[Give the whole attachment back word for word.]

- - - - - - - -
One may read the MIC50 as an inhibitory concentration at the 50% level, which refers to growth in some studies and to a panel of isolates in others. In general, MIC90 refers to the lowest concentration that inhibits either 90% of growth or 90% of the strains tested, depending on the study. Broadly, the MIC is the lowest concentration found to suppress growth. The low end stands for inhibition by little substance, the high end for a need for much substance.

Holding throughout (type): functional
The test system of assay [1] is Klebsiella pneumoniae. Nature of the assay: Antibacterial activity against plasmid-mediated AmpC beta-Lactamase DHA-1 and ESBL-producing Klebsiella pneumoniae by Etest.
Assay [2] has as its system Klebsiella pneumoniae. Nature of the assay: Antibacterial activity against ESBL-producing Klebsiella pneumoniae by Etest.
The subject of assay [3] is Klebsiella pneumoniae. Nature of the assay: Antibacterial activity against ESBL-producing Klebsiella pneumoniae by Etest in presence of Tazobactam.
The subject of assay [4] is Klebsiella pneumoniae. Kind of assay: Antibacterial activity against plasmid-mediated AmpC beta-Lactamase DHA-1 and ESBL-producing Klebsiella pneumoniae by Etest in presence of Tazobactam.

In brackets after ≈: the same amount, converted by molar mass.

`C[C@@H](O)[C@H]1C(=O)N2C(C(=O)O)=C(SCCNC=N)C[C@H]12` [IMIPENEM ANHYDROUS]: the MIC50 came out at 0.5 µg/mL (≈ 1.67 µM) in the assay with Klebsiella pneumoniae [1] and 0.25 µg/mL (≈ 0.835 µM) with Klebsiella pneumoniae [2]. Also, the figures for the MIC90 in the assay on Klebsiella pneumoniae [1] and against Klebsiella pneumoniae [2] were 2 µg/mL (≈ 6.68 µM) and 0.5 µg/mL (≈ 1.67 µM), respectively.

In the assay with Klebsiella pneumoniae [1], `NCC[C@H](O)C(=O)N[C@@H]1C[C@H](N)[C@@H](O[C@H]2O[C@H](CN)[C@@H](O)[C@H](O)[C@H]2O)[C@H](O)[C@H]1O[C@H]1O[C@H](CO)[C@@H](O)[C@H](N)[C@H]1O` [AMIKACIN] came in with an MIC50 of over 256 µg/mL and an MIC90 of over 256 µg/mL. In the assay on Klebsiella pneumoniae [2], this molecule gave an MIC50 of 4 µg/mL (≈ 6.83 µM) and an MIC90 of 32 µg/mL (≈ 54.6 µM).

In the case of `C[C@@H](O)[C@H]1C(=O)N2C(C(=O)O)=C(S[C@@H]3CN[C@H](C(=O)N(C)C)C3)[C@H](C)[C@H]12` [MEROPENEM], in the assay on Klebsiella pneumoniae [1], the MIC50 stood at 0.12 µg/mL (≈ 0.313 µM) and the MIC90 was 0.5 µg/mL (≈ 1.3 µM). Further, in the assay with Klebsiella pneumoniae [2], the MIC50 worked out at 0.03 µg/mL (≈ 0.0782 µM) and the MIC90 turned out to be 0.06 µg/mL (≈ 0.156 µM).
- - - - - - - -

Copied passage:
One may read the MIC50 as an inhibitory concentration at the 50% level, which refers to growth in some studies and to a panel of isolates in others. In general, MIC90 refers to the lowest concentration that inhibits either 90% of growth or 90% of the strains tested, depending on the study. Broadly, the MIC is the lowest concentration found to suppress growth. The low end stands for inhibition by little substance, the high end for a need for much substance.

Holding throughout (type): functional
The test system of assay [1] is Klebsiella pneumoniae. Nature of the assay: Antibacterial activity against plasmid-mediated AmpC beta-Lactamase DHA-1 and ESBL-producing Klebsiella pneumoniae by Etest.
Assay [2] has as its system Klebsiella pneumoniae. Nature of the assay: Antibacterial activity against ESBL-producing Klebsiella pneumoniae by Etest.
The subject of assay [3] is Klebsiella pneumoniae. Nature of the assay: Antibacterial activity against ESBL-producing Klebsiella pneumoniae by Etest in presence of Tazobactam.
The subject of assay [4] is Klebsiella pneumoniae. Kind of assay: Antibacterial activity against plasmid-mediated AmpC beta-Lactamase DHA-1 and ESBL-producing Klebsiella pneumoniae by Etest in presence of Tazobactam.

In brackets after ≈: the same amount, converted by molar mass.

`C[C@@H](O)[C@H]1C(=O)N2C(C(=O)O)=C(SCCNC=N)C[C@H]12` [IMIPENEM ANHYDROUS]: the MIC50 came out at 0.5 µg/mL (≈ 1.67 µM) in the assay with Klebsiella pneumoniae [1] and 0.25 µg/mL (≈ 0.835 µM) with Klebsiella pneumoniae [2]. Also, the figures for the MIC90 in the assay on Klebsiella pneumoniae [1] and against Klebsiella pneumoniae [2] were 2 µg/mL (≈ 6.68 µM) and 0.5 µg/mL (≈ 1.67 µM), respectively.

In the assay with Klebsiella pneumoniae [1], `NCC[C@H](O)C(=O)N[C@@H]1C[C@H](N)[C@@H](O[C@H]2O[C@H](CN)[C@@H](O)[C@H](O)[C@H]2O)[C@H](O)[C@H]1O[C@H]1O[C@H](CO)[C@@H](O)[C@H](N)[C@H]1O` [AMIKACIN] came in with an MIC50 of over 256 µg/mL and an MIC90 of over 256 µg/mL. In the assay on Klebsiella pneumoniae [2], this molecule gave an MIC50 of 4 µg/mL (≈ 6.83 µM) and an MIC90 of 32 µg/mL (≈ 54.6 µM).

In the case of `C[C@@H](O)[C@H]1C(=O)N2C(C(=O)O)=C(S[C@@H]3CN[C@H](C(=O)N(C)C)C3)[C@H](C)[C@H]12` [MEROPENEM], in the assay on Klebsiella pneumoniae [1], the MIC50 stood at 0.12 µg/mL (≈ 0.313 µM) and the MIC90 was 0.5 µg/mL (≈ 1.3 µM). Further, in the assay with Klebsiella pneumoniae [2], the MIC50 worked out at 0.03 µg/mL (≈ 0.0782 µM) and the MIC90 turned out to be 0.06 µg/mL (≈ 0.156 µM).